Generation of TRECs and KRECs in Lymphoid Cells
When a B- or T-cell has completed a gene rearrangement and starts to proliferate, only one of the daughter cells will contain the corresponding excision circle. Thus, it is not possible to study turnover or proliferation of single cells: each cell either contains a circle or not. In fact, measurement of turnover or proliferation via excision circles is performed at the level of a cell population. By comparing the number of detected signal joints on excision circles to the total number of coding joints in the genome, the average proliferation is established. The condition to detect signal joints at the population level requires the need to select a common rearrangement. However, V(D)J recombination of Ig and TCR loci is optimized to generate a large repertoire of antigen receptors: in each B- and T-cell unique combinations of V, D, and J gene segments are formed. Therefore, most rearrangements are formed to generate a functional B- or T-cell receptor and will consequently not be useful as targets to study proliferation.
Fortunately, most B- and T-cells initiate a single-step gene rearrangement to render a specific locus non-functional. This concerns the δREC–ψJα rearrangement that deletes the entire TCRD locus in T-cells and the intronRSS–Kde rearrangement that deletes the constant region of IGK in B-cells (Figure 2). The δREC–ψJα rearrangement is initiated following unsuccessful generation of a γδ TcR and is estimated to have occurred on 70–80% of TCRD alleles in mature αβ+ T-cells (Verschuren et al., 1997). Nearly all newly formed αβ+ T-cells will have a T-cell receptor excision circle (TREC) with the δREC–ψJα signal joint (Figure 2A). However, the coding joint of this rearrangement is not stably present in the genome. As the TCRD locus is located within the TCRA locus, subsequent Vα–Jα rearrangements will remove the δREC–ψJα coding joint from the locus and place it on a novel circular excision product (Breit et al., 1997; Hazenberg et al., 2000).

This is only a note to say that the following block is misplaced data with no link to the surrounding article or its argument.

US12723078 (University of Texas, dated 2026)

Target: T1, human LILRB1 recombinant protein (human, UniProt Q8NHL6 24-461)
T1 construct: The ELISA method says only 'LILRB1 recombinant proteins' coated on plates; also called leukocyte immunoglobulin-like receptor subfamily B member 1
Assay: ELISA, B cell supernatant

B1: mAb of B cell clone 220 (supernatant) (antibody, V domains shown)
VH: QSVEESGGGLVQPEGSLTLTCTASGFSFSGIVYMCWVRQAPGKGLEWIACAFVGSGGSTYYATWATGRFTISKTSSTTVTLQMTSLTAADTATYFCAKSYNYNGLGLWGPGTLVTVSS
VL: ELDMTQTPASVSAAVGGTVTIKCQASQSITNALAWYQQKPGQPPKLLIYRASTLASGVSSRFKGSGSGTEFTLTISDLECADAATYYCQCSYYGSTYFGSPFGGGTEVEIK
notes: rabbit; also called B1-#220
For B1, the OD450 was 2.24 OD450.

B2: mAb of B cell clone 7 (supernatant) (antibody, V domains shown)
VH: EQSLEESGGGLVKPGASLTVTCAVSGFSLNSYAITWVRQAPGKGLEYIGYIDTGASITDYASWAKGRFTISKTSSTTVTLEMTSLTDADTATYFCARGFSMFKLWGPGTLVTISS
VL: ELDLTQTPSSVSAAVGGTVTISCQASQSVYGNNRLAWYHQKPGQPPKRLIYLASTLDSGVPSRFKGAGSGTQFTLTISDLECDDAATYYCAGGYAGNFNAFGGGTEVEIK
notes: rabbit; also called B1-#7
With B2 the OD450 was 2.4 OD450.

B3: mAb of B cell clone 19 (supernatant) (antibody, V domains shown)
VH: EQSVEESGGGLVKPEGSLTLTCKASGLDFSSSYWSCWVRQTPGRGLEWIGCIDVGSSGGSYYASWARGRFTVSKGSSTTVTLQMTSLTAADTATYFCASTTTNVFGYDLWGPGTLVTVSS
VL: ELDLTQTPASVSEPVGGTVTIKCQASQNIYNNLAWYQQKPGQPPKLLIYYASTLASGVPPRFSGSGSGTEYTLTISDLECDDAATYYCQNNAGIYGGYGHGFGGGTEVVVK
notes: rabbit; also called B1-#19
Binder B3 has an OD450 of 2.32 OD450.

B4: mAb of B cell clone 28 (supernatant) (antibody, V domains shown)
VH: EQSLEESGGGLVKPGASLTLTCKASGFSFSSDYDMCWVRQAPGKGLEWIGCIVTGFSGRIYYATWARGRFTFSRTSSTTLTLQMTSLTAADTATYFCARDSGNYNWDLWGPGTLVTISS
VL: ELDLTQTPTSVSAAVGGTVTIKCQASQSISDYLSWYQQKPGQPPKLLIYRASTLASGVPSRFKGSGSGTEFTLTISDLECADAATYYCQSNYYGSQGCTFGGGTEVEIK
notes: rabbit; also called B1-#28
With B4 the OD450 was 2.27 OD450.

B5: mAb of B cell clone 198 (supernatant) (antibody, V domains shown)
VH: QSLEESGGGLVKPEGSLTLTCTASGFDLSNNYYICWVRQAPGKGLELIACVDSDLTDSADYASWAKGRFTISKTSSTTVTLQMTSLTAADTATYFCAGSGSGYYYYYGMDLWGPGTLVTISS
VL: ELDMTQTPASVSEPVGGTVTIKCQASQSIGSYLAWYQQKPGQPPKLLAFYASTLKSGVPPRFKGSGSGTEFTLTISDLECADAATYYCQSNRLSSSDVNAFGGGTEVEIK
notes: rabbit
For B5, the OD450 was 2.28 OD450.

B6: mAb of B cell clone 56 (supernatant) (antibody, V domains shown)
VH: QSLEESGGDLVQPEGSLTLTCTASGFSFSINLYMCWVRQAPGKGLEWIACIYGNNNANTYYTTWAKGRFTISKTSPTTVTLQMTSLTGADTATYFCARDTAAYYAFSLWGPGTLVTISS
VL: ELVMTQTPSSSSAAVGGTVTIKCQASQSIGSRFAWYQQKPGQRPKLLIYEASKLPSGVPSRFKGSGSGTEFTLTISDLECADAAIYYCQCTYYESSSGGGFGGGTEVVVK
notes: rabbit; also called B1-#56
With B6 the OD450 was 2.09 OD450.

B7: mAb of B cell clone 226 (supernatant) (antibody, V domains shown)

Figure 2. V(D)J recombination and the formation of excision circles. (A) Sequential rearrangements in the TCRAD locus. Following V(D)J recombination of TCRD, the whole locus is then preferentially deleted by δREC–ψJα rearrangements in the αβ+ T-cell lineage. This gives rise to a δREC–ψJα signal joint on an excision circle (TREC) and a δREC–ψJα coding joint in the genome. The coding joint is deleted from the genome by TCRA (Vα-Jα) rearrangements and is then located on a TREC as well. (B) V(D)J recombination on the IGK locus results in a VJκ coding joint. Subsequent rearrangement between the intronRSS and the Kde elements can render the IGK allele non-functional by deleting the Cκ exons and the enhancers. Consequently, the coding joint precludes any further rearrangements in the IGK locus and therefore remains present in the genome, whereas an intronRSS–Kde signal joint is formed on an excision circle (KREC). (C) Oligonucleotide characteristics for TREC, KREC, and control gene quantification (Pongers-Willemse et al., 1998; Hazenberg et al., 2000; Dik et al., 2005; van Zelm et al., 2007a).